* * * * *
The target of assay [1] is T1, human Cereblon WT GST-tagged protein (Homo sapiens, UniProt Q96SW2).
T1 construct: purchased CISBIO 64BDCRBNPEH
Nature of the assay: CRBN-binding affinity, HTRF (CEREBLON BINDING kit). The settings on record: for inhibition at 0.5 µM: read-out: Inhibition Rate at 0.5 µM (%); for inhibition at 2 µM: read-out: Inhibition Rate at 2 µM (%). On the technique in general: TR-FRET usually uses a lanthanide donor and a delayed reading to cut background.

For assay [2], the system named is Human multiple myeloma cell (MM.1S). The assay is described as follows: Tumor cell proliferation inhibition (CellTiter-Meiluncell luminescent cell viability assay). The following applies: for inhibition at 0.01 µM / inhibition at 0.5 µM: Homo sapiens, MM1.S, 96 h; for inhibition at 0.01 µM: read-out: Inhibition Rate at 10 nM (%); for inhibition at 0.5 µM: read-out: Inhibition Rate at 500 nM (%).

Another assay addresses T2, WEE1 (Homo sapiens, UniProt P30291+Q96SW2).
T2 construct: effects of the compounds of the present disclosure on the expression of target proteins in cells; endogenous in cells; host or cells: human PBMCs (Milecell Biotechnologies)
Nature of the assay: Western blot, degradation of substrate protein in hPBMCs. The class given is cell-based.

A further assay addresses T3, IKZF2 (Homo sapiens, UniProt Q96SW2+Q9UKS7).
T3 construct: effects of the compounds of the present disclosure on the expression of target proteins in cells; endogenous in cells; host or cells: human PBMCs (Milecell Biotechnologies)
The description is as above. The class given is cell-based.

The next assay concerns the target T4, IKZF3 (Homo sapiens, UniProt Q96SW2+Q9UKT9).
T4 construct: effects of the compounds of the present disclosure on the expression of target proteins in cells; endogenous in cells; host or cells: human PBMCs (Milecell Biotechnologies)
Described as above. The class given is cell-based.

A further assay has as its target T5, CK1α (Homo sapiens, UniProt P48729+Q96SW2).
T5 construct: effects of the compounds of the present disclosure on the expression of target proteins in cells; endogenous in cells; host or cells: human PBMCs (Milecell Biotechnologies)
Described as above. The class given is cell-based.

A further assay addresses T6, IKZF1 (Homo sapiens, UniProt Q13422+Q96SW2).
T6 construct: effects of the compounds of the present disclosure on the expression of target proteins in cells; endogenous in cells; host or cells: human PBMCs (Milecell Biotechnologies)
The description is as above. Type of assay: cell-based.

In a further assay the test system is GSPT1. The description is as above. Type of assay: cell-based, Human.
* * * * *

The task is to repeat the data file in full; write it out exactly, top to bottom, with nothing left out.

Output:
The target of assay [1] is T1, human Cereblon WT GST-tagged protein (Homo sapiens, UniProt Q96SW2).
T1 construct: purchased CISBIO 64BDCRBNPEH
Nature of the assay: CRBN-binding affinity, HTRF (CEREBLON BINDING kit). The settings on record: for inhibition at 0.5 µM: read-out: Inhibition Rate at 0.5 µM (%); for inhibition at 2 µM: read-out: Inhibition Rate at 2 µM (%). On the technique in general: TR-FRET usually uses a lanthanide donor and a delayed reading to cut background.

For assay [2], the system named is Human multiple myeloma cell (MM.1S). The assay is described as follows: Tumor cell proliferation inhibition (CellTiter-Meiluncell luminescent cell viability assay). The following applies: for inhibition at 0.01 µM / inhibition at 0.5 µM: Homo sapiens, MM1.S, 96 h; for inhibition at 0.01 µM: read-out: Inhibition Rate at 10 nM (%); for inhibition at 0.5 µM: read-out: Inhibition Rate at 500 nM (%).

Another assay addresses T2, WEE1 (Homo sapiens, UniProt P30291+Q96SW2).
T2 construct: effects of the compounds of the present disclosure on the expression of target proteins in cells; endogenous in cells; host or cells: human PBMCs (Milecell Biotechnologies)
Nature of the assay: Western blot, degradation of substrate protein in hPBMCs. The class given is cell-based.

A further assay addresses T3, IKZF2 (Homo sapiens, UniProt Q96SW2+Q9UKS7).
T3 construct: effects of the compounds of the present disclosure on the expression of target proteins in cells; endogenous in cells; host or cells: human PBMCs (Milecell Biotechnologies)
The description is as above. The class given is cell-based.

The next assay concerns the target T4, IKZF3 (Homo sapiens, UniProt Q96SW2+Q9UKT9).
T4 construct: effects of the compounds of the present disclosure on the expression of target proteins in cells; endogenous in cells; host or cells: human PBMCs (Milecell Biotechnologies)
Described as above. The class given is cell-based.

A further assay has as its target T5, CK1α (Homo sapiens, UniProt P48729+Q96SW2).
T5 construct: effects of the compounds of the present disclosure on the expression of target proteins in cells; endogenous in cells; host or cells: human PBMCs (Milecell Biotechnologies)
Described as above. The class given is cell-based.

A further assay addresses T6, IKZF1 (Homo sapiens, UniProt Q13422+Q96SW2).
T6 construct: effects of the compounds of the present disclosure on the expression of target proteins in cells; endogenous in cells; host or cells: human PBMCs (Milecell Biotechnologies)
The description is as above. Type of assay: cell-based.

In a further assay the test system is GSPT1. The description is as above. Type of assay: cell-based, Human.